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Dorothy Height was an African-American civil rights and women’s rights activist as well as an administrator and educator. For forty years, she was the president of the National Council of Negro Women.
See the fact file below for more information on the Dorothy Height or alternatively, you can download our 23-page Dorothy Height worksheet pack to utilise within the classroom or home environment.
Key Facts & Information
Early Life and Education
- Dorothy Irene Height, popularly known as Dorothy Height, was born on March 24, 1912 in Richmond, Virginia.
- Her parents were James Height and Fannie Burroughs.
- She and her family moved to Rankin, Pennsylvania when she was five years old.
- She attended Rankin High School, a racially integrated school, and graduated in 1929.
- While in high school, Rankin was an active participant in social and political campaigns, such as the anti-lynching campaign.
- She was also a skilled orator and won a national oratorical contest.
- Because of her win she received a college scholarship from the Benevolent and Protective Order of Elks (or The Elks) which is a fraternal order in New York City.
- In 1929, Dorothy was admitted to Barnard College. However, she was not able to enroll because of the school’s unwritten policy of admitting only two African-American freshmen per year.
- She attended New York University instead.
- She earned her undergraduate degree in education from NYU in 1932.
- In 1933, she earned her master’s degree in educational psychology from the same university.
- She attended Columbia University and the New York School of Social Work for her postgraduate studies.
Career and Contributions
- Dorothy’s first job was as a social worker in the New York City Welfare Department.
- As a caseworker, she served underprivileged communities in Harlem, New York.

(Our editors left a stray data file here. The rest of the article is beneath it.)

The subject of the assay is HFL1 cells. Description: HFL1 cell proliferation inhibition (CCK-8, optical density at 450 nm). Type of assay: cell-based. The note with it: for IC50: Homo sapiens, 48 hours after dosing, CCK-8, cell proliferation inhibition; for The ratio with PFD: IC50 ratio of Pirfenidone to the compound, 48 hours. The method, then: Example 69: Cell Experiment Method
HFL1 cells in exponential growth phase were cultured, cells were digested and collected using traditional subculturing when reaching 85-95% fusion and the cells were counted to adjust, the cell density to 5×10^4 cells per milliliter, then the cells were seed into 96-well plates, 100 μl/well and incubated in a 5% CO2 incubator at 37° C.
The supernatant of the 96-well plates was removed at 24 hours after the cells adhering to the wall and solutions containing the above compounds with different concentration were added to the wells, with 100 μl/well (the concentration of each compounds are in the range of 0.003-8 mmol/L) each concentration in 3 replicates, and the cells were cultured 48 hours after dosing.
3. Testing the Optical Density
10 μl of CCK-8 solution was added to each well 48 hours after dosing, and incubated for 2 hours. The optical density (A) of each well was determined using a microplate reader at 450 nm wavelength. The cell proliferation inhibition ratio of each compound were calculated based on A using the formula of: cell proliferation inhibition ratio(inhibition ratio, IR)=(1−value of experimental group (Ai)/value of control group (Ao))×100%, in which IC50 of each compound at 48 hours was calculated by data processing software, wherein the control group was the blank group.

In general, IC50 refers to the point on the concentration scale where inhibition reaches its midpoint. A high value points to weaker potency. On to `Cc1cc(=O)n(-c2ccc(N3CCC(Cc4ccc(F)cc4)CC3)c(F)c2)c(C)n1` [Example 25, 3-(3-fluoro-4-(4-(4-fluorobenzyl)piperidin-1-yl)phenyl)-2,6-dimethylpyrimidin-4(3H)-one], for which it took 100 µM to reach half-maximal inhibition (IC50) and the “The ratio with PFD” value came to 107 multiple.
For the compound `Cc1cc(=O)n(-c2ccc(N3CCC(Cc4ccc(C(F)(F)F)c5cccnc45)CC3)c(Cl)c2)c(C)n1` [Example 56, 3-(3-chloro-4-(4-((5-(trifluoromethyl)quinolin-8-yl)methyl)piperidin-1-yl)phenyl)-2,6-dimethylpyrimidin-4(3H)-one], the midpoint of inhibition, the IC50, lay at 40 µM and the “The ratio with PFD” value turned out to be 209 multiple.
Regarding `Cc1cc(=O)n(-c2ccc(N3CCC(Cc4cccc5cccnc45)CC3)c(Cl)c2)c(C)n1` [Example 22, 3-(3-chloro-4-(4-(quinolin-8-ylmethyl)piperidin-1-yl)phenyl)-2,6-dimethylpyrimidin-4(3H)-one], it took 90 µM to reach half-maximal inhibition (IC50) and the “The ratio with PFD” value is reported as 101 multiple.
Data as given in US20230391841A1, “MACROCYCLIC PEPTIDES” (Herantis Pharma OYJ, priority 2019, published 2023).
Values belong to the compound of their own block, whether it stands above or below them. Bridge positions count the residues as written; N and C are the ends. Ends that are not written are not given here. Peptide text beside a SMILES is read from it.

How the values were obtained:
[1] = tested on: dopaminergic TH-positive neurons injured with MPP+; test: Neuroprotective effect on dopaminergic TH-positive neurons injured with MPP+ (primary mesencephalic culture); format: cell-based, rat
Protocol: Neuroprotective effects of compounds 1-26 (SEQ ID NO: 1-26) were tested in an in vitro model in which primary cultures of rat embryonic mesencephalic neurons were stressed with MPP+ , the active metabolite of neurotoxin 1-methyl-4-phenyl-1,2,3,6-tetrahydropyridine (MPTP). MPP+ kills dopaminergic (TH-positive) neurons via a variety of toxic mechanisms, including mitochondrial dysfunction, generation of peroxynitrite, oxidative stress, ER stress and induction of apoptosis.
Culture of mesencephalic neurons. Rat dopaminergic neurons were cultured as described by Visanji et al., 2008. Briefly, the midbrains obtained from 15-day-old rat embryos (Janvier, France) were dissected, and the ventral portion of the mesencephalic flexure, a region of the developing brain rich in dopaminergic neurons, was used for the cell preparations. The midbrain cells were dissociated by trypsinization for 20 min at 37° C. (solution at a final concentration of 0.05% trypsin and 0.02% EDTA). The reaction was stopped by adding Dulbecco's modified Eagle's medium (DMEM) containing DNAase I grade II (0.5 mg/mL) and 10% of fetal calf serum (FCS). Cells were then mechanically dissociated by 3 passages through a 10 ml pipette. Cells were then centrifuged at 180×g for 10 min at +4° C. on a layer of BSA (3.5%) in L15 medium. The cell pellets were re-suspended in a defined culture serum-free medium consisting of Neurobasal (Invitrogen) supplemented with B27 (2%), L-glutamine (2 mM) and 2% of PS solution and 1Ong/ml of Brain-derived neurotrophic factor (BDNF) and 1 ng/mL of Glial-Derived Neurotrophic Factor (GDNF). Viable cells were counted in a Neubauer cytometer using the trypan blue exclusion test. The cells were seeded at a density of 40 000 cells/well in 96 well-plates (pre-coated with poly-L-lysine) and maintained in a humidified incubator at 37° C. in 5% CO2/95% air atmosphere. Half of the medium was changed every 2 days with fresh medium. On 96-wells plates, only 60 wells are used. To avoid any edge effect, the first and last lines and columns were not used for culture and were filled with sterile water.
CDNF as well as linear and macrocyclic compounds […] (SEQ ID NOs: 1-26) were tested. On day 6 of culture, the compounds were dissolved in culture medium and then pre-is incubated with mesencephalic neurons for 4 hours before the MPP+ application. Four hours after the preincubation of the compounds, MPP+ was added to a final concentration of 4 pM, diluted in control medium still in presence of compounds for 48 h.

- In 1937, Dorothy met Mary McLeod Bethune who was, at the time, founder and president of the National Council of Negro Women (NCNW).
- Dorothy worked with and was mentored by Bethune until Bethune’s death in 1955.
- In 1944, she began to work at the Harlem Young Women’s Christian Association (YWCA) facilities for black women.
- In YWCA, she advocated for making working conditions better for black domestic workers.
- She was a strong advocate for the rights of African-Americans and women.
- Her work led her to be elected to a national position in the YWCA.
- As the YWCA’s National Interracial Education Secretary, she planned the programs and led the implementation of the organization’s integration policy nationwide.
- She became the first director of the organization’s Center for Racial Justice in 1965.
- She retired from the YWCA in 1977.
- In 1957, two years after Mary Bethune died, Dorothy Height became the fourth president of NCNW.
- In the 1960s, she was a key leader in organizing voter registration in the South and voter education in the North.
- She launched programs for students who are also civil rights workers.
- In the 1970s, she led NCNW to win grants for black women to get vocational training and assistance in entrepreneurship.